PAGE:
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First off, Happy SysAdmin Day. We think we have a pretty good SysAdmin surprise in store for you today as we are announcing the CoreOS stable release channel. Starting today, you can begin running CoreOS in production. This version is the most tested, secure and reliable version available for users wanting to run CoreOS. This is a huge milestone for us. Since our first alpha release in August 2013:

Edit: The most up to date Kubernetes + CoreOS guide can be found on the Kubernetes GitHub project.

This post is not kept up to date with the latest developments! The latest documentation can be found at this GitHub repository:…

CoreOS has a rapidly incrementing version, 197.0.0, 247.0.0, and so on. It is a little known fact, but the version represents the number of days since the CoreOS epoch on July 1, 2013. And we hope to make 365.0.0 a particularly special release. Over the next week this release will go through our alpha and beta channels and, if all goes well, it will be the first version to be promoted to stable. So, watch along with us in the release channel to see if this is the one!

Earlier this morning at Structure, Rackspace announced OnMetal, their API-driven, single-tenant infrastructure-as-a-service offering. We are excited to announce that CoreOS will be available at launch!

Just a few hours after the Docker team announced Docker 1.0, CoreOS shipped the update to all users on the alpha channel. If you are using CoreOS Alpha with automatic updates enabled, you were moved to Docker 1.0 seamlessly. The recent Docker exploit is just a small example of a long list of vulnerabilities that have plagued server software since it has existed, and why the CoreOS model is extremely important.

At our inaugural meetup here in San Francisco, our host Geekdom SF, was kind enough to film and edit our talks for your viewing pleasure. We know many of you have been asking about the talks so without further ado here are the talks in all their glory.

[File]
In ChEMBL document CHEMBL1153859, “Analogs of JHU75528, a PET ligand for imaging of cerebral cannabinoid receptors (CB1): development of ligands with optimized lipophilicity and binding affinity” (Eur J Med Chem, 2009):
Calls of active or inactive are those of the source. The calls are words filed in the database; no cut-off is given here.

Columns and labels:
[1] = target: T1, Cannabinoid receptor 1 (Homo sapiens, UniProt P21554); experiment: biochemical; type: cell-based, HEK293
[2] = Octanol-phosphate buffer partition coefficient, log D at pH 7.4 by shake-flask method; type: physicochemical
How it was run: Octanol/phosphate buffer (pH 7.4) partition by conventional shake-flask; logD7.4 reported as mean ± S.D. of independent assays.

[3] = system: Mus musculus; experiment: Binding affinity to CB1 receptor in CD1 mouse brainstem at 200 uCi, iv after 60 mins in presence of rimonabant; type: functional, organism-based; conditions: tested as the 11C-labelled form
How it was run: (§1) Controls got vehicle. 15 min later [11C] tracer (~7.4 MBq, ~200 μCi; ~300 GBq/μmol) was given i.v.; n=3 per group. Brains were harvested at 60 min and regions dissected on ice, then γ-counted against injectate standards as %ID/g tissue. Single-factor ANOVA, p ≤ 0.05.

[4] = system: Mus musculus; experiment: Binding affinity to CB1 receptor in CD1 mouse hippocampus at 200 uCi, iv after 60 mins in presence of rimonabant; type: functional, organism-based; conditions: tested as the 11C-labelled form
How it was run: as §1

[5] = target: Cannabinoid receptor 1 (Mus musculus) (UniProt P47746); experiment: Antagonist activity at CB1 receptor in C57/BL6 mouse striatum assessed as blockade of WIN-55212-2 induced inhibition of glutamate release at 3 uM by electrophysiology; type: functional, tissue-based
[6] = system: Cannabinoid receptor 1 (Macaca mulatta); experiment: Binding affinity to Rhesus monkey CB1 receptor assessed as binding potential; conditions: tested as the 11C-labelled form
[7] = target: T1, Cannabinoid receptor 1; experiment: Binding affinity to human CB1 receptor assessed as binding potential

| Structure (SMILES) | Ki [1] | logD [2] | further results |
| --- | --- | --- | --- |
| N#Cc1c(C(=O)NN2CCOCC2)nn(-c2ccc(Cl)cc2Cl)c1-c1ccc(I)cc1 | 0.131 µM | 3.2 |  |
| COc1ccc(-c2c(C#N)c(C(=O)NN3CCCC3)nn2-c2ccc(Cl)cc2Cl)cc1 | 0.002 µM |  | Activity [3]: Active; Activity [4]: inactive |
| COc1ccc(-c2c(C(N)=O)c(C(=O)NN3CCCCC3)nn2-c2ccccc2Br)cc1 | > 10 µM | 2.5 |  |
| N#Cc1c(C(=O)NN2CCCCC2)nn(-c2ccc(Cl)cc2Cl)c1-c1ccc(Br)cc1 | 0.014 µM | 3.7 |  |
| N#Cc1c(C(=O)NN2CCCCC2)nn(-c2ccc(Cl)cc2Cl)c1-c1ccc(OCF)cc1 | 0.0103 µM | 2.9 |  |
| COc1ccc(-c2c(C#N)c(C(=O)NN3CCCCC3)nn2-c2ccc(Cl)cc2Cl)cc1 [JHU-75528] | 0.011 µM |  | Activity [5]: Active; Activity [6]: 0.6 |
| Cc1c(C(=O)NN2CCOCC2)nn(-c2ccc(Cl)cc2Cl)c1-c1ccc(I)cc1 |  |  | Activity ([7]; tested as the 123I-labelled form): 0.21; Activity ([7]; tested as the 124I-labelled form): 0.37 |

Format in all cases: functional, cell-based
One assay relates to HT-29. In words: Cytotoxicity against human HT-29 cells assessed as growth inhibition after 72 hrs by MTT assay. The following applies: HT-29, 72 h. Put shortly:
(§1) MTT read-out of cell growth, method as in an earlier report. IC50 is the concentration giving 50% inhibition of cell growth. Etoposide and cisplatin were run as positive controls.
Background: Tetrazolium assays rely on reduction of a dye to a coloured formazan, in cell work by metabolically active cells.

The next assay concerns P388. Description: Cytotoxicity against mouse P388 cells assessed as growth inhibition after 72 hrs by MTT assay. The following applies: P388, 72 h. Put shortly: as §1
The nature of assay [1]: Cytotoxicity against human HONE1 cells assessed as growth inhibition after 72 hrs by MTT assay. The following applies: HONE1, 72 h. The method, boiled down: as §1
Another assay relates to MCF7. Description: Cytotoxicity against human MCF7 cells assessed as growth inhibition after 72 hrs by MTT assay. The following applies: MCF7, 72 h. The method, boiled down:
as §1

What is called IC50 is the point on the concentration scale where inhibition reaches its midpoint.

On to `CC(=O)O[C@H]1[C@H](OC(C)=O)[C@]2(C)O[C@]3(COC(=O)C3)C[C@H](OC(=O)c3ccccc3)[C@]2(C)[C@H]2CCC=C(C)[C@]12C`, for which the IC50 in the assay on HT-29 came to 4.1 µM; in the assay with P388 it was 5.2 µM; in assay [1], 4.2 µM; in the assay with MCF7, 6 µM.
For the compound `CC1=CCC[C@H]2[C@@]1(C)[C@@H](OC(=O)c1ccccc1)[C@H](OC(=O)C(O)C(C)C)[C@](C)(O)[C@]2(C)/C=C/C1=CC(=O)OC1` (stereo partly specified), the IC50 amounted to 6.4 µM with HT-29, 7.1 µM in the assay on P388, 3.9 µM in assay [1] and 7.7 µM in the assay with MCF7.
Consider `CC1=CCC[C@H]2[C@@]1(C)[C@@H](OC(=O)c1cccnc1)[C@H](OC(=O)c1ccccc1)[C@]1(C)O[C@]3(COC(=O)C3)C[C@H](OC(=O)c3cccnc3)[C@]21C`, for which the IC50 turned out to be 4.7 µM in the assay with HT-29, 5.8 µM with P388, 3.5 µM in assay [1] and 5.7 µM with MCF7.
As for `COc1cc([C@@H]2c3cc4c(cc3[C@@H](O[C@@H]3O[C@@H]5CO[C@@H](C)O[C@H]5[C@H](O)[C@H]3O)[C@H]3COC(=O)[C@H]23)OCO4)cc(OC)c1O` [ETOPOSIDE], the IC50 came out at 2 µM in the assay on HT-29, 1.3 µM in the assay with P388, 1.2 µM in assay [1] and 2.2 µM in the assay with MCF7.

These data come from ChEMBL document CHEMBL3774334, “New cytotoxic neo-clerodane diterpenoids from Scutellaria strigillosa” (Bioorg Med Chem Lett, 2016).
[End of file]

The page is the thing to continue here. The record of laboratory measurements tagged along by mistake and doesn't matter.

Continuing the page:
CoreOS: Anatomy of a CoreOS Update

Presented by Brian Redbeard Harrington

Join us for our first CoreOS meetup Tuesday, June 3rd at the San Francisco Geekdom meeting space. Come with your questions queued up and ready to learn as we'll be hosting two separate presentations geared at both beginners and advanced users.

Anatomy of a CoreOS update, a look behind the curtain of your update process

Brian Harrington

Today we're excited to announce that official CoreOS images are available on Google Compute Engine. This means it's now even easier to spin up a CoreOS cluster on GCE using the API or from the command line. Adding an instance is as simple as:

The etcd team has been focused on making it easier to scale and manage larger clusters, and is happy to announce a release with features to help: etcd v0.4.0. This release is an important step in our road to 1.0. (If you are new to etcd, our getting started guide can give you a quick overview of the project).

Update: Vulcand has been updated since this post was written. Jump to for more info. You can follow the concepts of this post, but the commands are no longer up to date.

Running a distributed system across many machines requires a sophisticated load balancing mechanism that can reconfigure itself quickly and reliably.

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